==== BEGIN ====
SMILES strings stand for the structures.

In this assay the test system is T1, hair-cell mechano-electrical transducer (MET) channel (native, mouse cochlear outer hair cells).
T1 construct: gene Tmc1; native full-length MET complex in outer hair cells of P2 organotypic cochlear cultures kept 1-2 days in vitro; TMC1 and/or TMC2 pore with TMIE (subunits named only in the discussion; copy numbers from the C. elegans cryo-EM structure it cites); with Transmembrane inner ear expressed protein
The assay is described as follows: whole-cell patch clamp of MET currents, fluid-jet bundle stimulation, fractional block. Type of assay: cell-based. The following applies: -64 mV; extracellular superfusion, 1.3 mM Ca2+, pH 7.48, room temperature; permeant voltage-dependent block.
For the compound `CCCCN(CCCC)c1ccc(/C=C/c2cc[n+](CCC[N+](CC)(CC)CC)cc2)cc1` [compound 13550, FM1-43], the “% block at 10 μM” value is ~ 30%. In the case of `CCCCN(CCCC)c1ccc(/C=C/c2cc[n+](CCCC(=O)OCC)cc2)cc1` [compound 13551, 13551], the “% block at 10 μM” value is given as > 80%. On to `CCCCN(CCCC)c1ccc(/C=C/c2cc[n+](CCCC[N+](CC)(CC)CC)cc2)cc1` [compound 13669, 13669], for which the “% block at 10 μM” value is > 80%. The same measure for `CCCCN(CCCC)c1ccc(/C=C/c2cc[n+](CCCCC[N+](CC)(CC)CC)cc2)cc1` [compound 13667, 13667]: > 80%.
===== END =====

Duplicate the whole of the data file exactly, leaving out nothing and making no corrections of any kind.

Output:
SMILES strings stand for the structures.

In this assay the test system is T1, hair-cell mechano-electrical transducer (MET) channel (native, mouse cochlear outer hair cells).
T1 construct: gene Tmc1; native full-length MET complex in outer hair cells of P2 organotypic cochlear cultures kept 1-2 days in vitro; TMC1 and/or TMC2 pore with TMIE (subunits named only in the discussion; copy numbers from the C. elegans cryo-EM structure it cites); with Transmembrane inner ear expressed protein
The assay is described as follows: whole-cell patch clamp of MET currents, fluid-jet bundle stimulation, fractional block. Type of assay: cell-based. The following applies: -64 mV; extracellular superfusion, 1.3 mM Ca2+, pH 7.48, room temperature; permeant voltage-dependent block.
For the compound `CCCCN(CCCC)c1ccc(/C=C/c2cc[n+](CCC[N+](CC)(CC)CC)cc2)cc1` [compound 13550, FM1-43], the “% block at 10 μM” value is ~ 30%. In the case of `CCCCN(CCCC)c1ccc(/C=C/c2cc[n+](CCCC(=O)OCC)cc2)cc1` [compound 13551, 13551], the “% block at 10 μM” value is given as > 80%. On to `CCCCN(CCCC)c1ccc(/C=C/c2cc[n+](CCCC[N+](CC)(CC)CC)cc2)cc1` [compound 13669, 13669], for which the “% block at 10 μM” value is > 80%. The same measure for `CCCCN(CCCC)c1ccc(/C=C/c2cc[n+](CCCCC[N+](CC)(CC)CC)cc2)cc1` [compound 13667, 13667]: > 80%.